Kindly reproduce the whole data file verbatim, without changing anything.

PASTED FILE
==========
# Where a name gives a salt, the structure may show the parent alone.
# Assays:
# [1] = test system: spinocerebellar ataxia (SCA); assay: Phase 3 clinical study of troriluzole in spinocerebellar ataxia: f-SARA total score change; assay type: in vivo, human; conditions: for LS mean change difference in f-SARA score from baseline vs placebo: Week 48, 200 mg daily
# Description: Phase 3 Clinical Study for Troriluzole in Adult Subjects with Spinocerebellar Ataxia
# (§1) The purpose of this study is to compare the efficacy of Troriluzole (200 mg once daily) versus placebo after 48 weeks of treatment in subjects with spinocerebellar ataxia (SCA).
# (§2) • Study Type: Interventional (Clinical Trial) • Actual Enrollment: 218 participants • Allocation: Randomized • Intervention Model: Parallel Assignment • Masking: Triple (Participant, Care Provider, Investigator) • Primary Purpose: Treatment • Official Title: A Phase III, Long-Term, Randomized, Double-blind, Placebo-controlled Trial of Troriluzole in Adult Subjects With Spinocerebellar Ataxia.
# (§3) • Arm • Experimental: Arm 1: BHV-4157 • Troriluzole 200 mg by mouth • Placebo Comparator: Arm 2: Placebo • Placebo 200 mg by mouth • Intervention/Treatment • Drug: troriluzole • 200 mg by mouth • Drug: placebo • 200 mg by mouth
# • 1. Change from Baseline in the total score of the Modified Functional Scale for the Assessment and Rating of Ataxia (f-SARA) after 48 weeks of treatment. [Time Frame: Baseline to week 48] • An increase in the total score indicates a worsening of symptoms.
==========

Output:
# Where a name gives a salt, the structure may show the parent alone.
# Assays:
# [1] = test system: spinocerebellar ataxia (SCA); assay: Phase 3 clinical study of troriluzole in spinocerebellar ataxia: f-SARA total score change; assay type: in vivo, human; conditions: for LS mean change difference in f-SARA score from baseline vs placebo: Week 48, 200 mg daily
# Description: Phase 3 Clinical Study for Troriluzole in Adult Subjects with Spinocerebellar Ataxia
# (§1) The purpose of this study is to compare the efficacy of Troriluzole (200 mg once daily) versus placebo after 48 weeks of treatment in subjects with spinocerebellar ataxia (SCA).
# (§2) • Study Type: Interventional (Clinical Trial) • Actual Enrollment: 218 participants • Allocation: Randomized • Intervention Model: Parallel Assignment • Masking: Triple (Participant, Care Provider, Investigator) • Primary Purpose: Treatment • Official Title: A Phase III, Long-Term, Randomized, Double-blind, Placebo-controlled Trial of Troriluzole in Adult Subjects With Spinocerebellar Ataxia.
# (§3) • Arm • Experimental: Arm 1: BHV-4157 • Troriluzole 200 mg by mouth • Placebo Comparator: Arm 2: Placebo • Placebo 200 mg by mouth • Intervention/Treatment • Drug: troriluzole • 200 mg by mouth • Drug: placebo • 200 mg by mouth
# • 1. Change from Baseline in the total score of the Modified Functional Scale for the Assessment and Rating of Ataxia (f-SARA) after 48 weeks of treatment. [Time Frame: Baseline to week 48] • An increase in the total score indicates a worsening of symptoms.